Psalm 7:9 ‘O let the evil of the wicked come to an end, but establish the righteous; for the righteous God tries the hearts and minds.’
     Proverbs 21:2 ‘Every man’s way is right in his own eyes, but the Lord weighs the hearts.’
     We know that the truth of Elohim is the Torah. It leads some into truth, yet some will deny the truth and turn towards the deception, allowing their hearts to rule over them.  The Word is the sword that divides:
     Ephesians 6:17 ‘Take the helmet of salvation and the sword of the Spirit, which is the word of God.’
     Hebrews 4:12-13 ‘For the word of God is alive and active. Sharper than any double-edged sword, it penetrates even to dividing soul and spirit, joints and marrow; it judges the thoughts and attitudes of the heart. 13Nothing in all creation is hidden from God's sight. Everything is uncovered and laid bare before the eyes of him to whom we must give account.’
     Revelation 1:16 ‘He had in His right hand seven stars, out of His mouth went a sharp two-edged sword, and His countenance was like the sun shining in its strength.’
     Revelation 2:12 ‘And to the angel of the church in Pergamos write, ‘These things says He who has the sharp two-edged sword…’
     The Dividing Truth of the Word:
     Psalm 119:160 ‘The sum of Your word is truth, and every one of Your righteous ordinances is everlasting.’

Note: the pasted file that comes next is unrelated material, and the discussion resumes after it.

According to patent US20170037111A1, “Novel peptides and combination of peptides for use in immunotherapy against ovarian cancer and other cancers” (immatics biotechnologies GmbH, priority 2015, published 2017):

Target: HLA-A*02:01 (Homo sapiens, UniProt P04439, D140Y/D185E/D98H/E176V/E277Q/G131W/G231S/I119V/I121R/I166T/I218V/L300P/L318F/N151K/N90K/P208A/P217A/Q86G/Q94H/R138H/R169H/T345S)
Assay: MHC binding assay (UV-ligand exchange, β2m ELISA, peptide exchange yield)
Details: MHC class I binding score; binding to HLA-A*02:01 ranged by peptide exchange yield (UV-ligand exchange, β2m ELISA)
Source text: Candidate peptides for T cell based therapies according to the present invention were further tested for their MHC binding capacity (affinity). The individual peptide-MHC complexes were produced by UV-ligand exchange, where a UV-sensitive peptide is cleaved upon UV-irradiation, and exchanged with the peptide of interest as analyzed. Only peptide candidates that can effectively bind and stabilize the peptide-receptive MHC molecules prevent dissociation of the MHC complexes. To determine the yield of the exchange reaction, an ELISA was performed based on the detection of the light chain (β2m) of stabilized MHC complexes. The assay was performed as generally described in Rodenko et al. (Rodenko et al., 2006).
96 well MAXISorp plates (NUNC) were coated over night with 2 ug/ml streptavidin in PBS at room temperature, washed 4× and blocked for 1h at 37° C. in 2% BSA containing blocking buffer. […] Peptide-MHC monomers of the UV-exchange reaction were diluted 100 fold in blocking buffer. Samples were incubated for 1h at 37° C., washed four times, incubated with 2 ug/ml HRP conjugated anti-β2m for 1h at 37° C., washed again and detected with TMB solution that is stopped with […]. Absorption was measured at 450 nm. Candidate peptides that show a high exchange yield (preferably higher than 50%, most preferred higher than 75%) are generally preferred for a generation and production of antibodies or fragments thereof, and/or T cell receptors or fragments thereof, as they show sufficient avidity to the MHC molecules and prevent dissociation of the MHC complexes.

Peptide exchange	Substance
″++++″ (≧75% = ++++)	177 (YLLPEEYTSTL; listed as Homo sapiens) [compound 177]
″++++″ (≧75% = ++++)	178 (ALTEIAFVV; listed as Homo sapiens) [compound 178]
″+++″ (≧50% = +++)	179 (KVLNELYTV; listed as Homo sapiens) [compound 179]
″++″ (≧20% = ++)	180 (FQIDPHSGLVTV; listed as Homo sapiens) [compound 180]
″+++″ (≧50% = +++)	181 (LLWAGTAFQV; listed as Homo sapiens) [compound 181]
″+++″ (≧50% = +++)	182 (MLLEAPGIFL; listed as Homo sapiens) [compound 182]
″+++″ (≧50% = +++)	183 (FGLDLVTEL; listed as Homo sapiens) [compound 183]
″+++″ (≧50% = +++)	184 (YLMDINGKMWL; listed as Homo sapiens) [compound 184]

2 Samuel 7:28 ‘Now, O Lord God, You are God, and Your words are truth, and You have promised this good thing to Your servant.
     John 17:17 ‘Sanctify them in the truth; Your word is truth.’
     1 Kings 17:24 ‘Then the woman said to Elijah, “Now I know that you are a man of God and that the word of the Lord in your mouth is truth.”
     Is the fire of truth within us? It is taught in Jewish metaphors, relating to this parsha, “A constant fire shall burn upon the altar” that the altar is symbolic of the human heart, the space in each of us most capable of sacrifice. The heart, however, needs a continuous fire burning in it. For the human heart to live deeply, for it to feel empathy and experience the depth of life and love, it needs to be on fire, passionate, aflame.”
     But this fire must be maintained as stated in Tsav, ‘And the fire on the altar shall be kept burning on it; it shall not be put out. And the priest shall burn wood on it every morning, and lay the burnt offering in order on it; and he shall burn on it the fat of the peace offerings. 13 A fire shall always be burning on the altar; it shall never go out.’ Leviticus 6:12-13. The priest must continually put wood on it to keep the fire burning.